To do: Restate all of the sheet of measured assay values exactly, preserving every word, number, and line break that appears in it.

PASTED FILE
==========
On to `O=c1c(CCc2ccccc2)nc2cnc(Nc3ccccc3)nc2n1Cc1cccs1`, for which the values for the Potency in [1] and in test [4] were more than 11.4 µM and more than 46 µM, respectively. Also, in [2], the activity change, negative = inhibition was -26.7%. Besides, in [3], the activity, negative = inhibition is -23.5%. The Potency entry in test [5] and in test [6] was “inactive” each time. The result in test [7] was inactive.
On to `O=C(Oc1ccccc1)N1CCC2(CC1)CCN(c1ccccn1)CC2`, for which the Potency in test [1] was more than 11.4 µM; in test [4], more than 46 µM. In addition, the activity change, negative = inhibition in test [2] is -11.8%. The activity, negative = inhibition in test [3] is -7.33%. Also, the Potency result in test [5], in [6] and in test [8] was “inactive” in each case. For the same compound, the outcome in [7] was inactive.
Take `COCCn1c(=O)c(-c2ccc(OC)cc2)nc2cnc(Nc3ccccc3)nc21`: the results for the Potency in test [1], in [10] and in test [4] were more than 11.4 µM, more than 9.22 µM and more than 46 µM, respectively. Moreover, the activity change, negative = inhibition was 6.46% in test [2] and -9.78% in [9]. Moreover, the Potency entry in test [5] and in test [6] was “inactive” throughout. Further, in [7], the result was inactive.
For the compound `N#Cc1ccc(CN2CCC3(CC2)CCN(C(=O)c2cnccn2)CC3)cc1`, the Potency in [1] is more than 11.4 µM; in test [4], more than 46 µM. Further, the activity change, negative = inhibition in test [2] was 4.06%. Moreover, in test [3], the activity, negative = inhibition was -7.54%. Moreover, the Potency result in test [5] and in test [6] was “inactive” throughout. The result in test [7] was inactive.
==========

On to `O=c1c(CCc2ccccc2)nc2cnc(Nc3ccccc3)nc2n1Cc1cccs1`, for which the values for the Potency in [1] and in test [4] were more than 11.4 µM and more than 46 µM, respectively. Also, in [2], the activity change, negative = inhibition was -26.7%. Besides, in [3], the activity, negative = inhibition is -23.5%. The Potency entry in test [5] and in test [6] was “inactive” each time. The result in test [7] was inactive.
On to `O=C(Oc1ccccc1)N1CCC2(CC1)CCN(c1ccccn1)CC2`, for which the Potency in test [1] was more than 11.4 µM; in test [4], more than 46 µM. In addition, the activity change, negative = inhibition in test [2] is -11.8%. The activity, negative = inhibition in test [3] is -7.33%. Also, the Potency result in test [5], in [6] and in test [8] was “inactive” in each case. For the same compound, the outcome in [7] was inactive.
Take `COCCn1c(=O)c(-c2ccc(OC)cc2)nc2cnc(Nc3ccccc3)nc21`: the results for the Potency in test [1], in [10] and in test [4] were more than 11.4 µM, more than 9.22 µM and more than 46 µM, respectively. Moreover, the activity change, negative = inhibition was 6.46% in test [2] and -9.78% in [9]. Moreover, the Potency entry in test [5] and in test [6] was “inactive” throughout. Further, in [7], the result was inactive.
For the compound `N#Cc1ccc(CN2CCC3(CC2)CCN(C(=O)c2cnccn2)CC3)cc1`, the Potency in [1] is more than 11.4 µM; in test [4], more than 46 µM. Further, the activity change, negative = inhibition in test [2] was 4.06%. Moreover, in test [3], the activity, negative = inhibition was -7.54%. Moreover, the Potency result in test [5] and in test [6] was “inactive” throughout. The result in test [7] was inactive.